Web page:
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February 16, 2024

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POINT LOOKOUT, MO. — The work of quilting and painted fibers artist Michelle Berg Radford will be displayed at College of the Ozarks, from Feb. 8 – March 5, in the Boger Art Gallery. Located in the Jones Learning Center, the Boger Art Gallery is open Monday – Friday, 8:30 a.m. to 4:30 p.m.

“Home/Work: Calling and Care”

The exhibit, titled "Home/Work: Calling and Care,” displays a blend of quilting and painted fibers made by Michelle Berg Radford.

“The repetitions inherent in textile processes such as sewing, knitting, crocheting, and weaving provide an apt metaphor for the repetitions of keeping a house and caring for a family.” Radford said. “When caregiving tasks took me away from the long studio stretches necessary to paint with oils, I turned again to the fiber art and textile processes I had learned as a child from my mother and grandmother. These processes have been engaged by women for millennia as a means of beautifying domestic life and clothing their families.”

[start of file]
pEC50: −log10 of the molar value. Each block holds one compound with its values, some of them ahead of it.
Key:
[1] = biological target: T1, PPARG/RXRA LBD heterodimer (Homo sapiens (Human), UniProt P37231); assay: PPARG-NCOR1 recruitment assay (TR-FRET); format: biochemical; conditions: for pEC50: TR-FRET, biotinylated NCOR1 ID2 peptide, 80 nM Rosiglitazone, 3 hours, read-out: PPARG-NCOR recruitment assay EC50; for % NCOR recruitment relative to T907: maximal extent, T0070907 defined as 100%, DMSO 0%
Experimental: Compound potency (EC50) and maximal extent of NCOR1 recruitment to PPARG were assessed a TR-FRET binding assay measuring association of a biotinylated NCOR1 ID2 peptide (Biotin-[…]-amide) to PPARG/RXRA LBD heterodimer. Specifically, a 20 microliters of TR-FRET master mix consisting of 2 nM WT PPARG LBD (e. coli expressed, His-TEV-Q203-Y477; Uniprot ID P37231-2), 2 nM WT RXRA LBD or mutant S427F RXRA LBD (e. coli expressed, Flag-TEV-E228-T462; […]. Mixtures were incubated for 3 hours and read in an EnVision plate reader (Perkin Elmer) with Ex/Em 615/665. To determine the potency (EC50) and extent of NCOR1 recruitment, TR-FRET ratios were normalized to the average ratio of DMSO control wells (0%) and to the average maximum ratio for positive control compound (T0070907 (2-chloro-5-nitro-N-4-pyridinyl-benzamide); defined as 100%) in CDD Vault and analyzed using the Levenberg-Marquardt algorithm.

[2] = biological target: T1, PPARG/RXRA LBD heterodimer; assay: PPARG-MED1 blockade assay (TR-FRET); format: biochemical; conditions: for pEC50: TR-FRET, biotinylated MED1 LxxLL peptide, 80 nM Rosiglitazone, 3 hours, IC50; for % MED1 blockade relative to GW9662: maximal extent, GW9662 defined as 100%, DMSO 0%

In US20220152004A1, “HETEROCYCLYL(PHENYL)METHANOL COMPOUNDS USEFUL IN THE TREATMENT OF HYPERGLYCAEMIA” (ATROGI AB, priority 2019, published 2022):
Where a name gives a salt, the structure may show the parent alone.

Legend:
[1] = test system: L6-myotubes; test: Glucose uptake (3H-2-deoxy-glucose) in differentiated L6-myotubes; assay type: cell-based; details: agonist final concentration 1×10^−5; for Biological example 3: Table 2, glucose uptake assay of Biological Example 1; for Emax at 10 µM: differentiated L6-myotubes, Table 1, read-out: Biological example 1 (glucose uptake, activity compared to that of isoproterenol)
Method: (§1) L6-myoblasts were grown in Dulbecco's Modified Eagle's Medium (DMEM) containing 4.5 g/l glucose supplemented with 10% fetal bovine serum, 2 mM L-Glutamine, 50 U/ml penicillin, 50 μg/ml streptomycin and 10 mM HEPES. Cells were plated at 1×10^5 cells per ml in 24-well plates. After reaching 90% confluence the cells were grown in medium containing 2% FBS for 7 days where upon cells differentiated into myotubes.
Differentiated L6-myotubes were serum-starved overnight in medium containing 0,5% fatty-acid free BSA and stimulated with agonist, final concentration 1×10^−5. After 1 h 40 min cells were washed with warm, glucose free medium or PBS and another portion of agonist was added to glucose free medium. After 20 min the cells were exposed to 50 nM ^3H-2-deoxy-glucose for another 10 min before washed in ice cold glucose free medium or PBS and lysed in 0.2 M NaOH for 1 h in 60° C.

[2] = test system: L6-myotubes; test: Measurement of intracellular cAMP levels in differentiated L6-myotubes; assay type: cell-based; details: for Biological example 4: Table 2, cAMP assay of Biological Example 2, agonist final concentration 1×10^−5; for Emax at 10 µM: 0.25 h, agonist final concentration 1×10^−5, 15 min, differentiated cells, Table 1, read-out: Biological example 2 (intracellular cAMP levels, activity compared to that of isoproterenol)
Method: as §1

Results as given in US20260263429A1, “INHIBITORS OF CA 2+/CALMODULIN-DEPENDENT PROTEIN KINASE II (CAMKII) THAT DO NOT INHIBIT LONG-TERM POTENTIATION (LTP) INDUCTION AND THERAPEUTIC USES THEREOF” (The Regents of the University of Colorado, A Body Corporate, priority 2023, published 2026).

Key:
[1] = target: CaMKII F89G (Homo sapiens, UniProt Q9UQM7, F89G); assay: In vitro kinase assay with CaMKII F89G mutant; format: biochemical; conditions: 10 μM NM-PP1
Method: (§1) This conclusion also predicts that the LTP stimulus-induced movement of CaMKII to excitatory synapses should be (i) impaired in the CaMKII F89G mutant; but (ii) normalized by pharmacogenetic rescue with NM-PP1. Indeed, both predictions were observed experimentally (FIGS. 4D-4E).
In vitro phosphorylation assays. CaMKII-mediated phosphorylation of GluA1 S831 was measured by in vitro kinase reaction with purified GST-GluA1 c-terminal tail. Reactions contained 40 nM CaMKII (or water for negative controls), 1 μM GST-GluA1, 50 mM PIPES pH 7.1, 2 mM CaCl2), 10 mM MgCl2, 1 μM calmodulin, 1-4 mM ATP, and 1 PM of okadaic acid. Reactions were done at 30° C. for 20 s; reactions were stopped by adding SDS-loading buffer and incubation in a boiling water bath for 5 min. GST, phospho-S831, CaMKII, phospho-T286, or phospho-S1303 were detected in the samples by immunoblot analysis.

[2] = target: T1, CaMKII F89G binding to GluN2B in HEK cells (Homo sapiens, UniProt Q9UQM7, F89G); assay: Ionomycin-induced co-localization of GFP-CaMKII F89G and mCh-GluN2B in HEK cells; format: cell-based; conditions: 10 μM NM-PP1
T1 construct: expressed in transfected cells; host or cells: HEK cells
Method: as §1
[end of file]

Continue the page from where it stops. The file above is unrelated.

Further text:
About Michelle Berg Radford

Michelle Berg Radford is an artist and educator living in Greenville, South Carolina. She holds an M.F.A. in Painting from the Savannah College of Art and Design. She began her studio practice as a landscape painter, but after becoming a mother of three she began making work about the meaning behind motherhood and domestic spaces through her mixed media assemblages and collages.

Her most recent work is an exploration of combining the landscape with domestic spaces, and combining fine art and craft has become a metaphor for the weaving together of her callings as artist and mother.

“The phrases from Scripture and songs that I’ve stitched into the quilts are significant words that I trace to my mother and grandmothers who taught me to repeat truth to myself during challenging times.” Radford said. “The visual forms and shapes are deep echoes from my visual memory, while the fabrics used in the quilts are mostly my family’s clothing. I eventually found ways to integrate both landscape painting and the language of domesticity, a combination that speaks to my personal journey of learning to integrate artmaking and motherhood.”